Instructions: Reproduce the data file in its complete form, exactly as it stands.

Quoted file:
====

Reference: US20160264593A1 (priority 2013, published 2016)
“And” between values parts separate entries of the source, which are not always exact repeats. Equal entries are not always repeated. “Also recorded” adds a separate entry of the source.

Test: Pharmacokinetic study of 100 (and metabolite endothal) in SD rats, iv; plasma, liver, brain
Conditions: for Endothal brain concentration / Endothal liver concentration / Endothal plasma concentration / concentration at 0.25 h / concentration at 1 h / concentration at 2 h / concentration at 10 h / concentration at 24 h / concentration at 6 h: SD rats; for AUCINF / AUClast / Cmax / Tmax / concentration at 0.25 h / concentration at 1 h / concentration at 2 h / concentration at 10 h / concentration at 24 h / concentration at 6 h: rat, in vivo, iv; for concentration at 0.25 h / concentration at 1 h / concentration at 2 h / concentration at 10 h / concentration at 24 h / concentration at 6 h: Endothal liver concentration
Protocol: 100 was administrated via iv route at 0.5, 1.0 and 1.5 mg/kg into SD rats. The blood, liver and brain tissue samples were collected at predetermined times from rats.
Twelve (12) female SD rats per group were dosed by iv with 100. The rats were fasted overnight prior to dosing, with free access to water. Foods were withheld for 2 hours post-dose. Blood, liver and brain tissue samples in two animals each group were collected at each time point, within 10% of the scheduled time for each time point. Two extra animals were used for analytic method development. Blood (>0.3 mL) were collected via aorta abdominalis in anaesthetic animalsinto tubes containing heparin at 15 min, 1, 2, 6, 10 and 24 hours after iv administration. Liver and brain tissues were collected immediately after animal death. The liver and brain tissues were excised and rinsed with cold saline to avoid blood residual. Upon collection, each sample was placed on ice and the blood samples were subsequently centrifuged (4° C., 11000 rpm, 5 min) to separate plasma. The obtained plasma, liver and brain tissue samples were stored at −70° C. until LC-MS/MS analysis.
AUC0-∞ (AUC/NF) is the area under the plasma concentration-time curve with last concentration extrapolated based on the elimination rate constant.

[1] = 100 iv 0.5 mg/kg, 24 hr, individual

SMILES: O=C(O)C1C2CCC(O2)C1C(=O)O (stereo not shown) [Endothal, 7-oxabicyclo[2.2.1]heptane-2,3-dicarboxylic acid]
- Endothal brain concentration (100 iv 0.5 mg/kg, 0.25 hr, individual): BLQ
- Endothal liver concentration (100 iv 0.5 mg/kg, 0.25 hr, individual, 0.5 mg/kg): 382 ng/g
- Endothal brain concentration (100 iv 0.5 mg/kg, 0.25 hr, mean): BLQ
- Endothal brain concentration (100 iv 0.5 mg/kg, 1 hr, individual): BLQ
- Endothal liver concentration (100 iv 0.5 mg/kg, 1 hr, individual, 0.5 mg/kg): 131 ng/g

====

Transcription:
Reference: US20160264593A1 (priority 2013, published 2016)
“And” between values parts separate entries of the source, which are not always exact repeats. Equal entries are not always repeated. “Also recorded” adds a separate entry of the source.

Test: Pharmacokinetic study of 100 (and metabolite endothal) in SD rats, iv; plasma, liver, brain
Conditions: for Endothal brain concentration / Endothal liver concentration / Endothal plasma concentration / concentration at 0.25 h / concentration at 1 h / concentration at 2 h / concentration at 10 h / concentration at 24 h / concentration at 6 h: SD rats; for AUCINF / AUClast / Cmax / Tmax / concentration at 0.25 h / concentration at 1 h / concentration at 2 h / concentration at 10 h / concentration at 24 h / concentration at 6 h: rat, in vivo, iv; for concentration at 0.25 h / concentration at 1 h / concentration at 2 h / concentration at 10 h / concentration at 24 h / concentration at 6 h: Endothal liver concentration
Protocol: 100 was administrated via iv route at 0.5, 1.0 and 1.5 mg/kg into SD rats. The blood, liver and brain tissue samples were collected at predetermined times from rats.
Twelve (12) female SD rats per group were dosed by iv with 100. The rats were fasted overnight prior to dosing, with free access to water. Foods were withheld for 2 hours post-dose. Blood, liver and brain tissue samples in two animals each group were collected at each time point, within 10% of the scheduled time for each time point. Two extra animals were used for analytic method development. Blood (>0.3 mL) were collected via aorta abdominalis in anaesthetic animalsinto tubes containing heparin at 15 min, 1, 2, 6, 10 and 24 hours after iv administration. Liver and brain tissues were collected immediately after animal death. The liver and brain tissues were excised and rinsed with cold saline to avoid blood residual. Upon collection, each sample was placed on ice and the blood samples were subsequently centrifuged (4° C., 11000 rpm, 5 min) to separate plasma. The obtained plasma, liver and brain tissue samples were stored at −70° C. until LC-MS/MS analysis.
AUC0-∞ (AUC/NF) is the area under the plasma concentration-time curve with last concentration extrapolated based on the elimination rate constant.

[1] = 100 iv 0.5 mg/kg, 24 hr, individual

SMILES: O=C(O)C1C2CCC(O2)C1C(=O)O (stereo not shown) [Endothal, 7-oxabicyclo[2.2.1]heptane-2,3-dicarboxylic acid]
- Endothal brain concentration (100 iv 0.5 mg/kg, 0.25 hr, individual): BLQ
- Endothal liver concentration (100 iv 0.5 mg/kg, 0.25 hr, individual, 0.5 mg/kg): 382 ng/g
- Endothal brain concentration (100 iv 0.5 mg/kg, 0.25 hr, mean): BLQ
- Endothal brain concentration (100 iv 0.5 mg/kg, 1 hr, individual): BLQ
- Endothal liver concentration (100 iv 0.5 mg/kg, 1 hr, individual, 0.5 mg/kg): 131 ng/g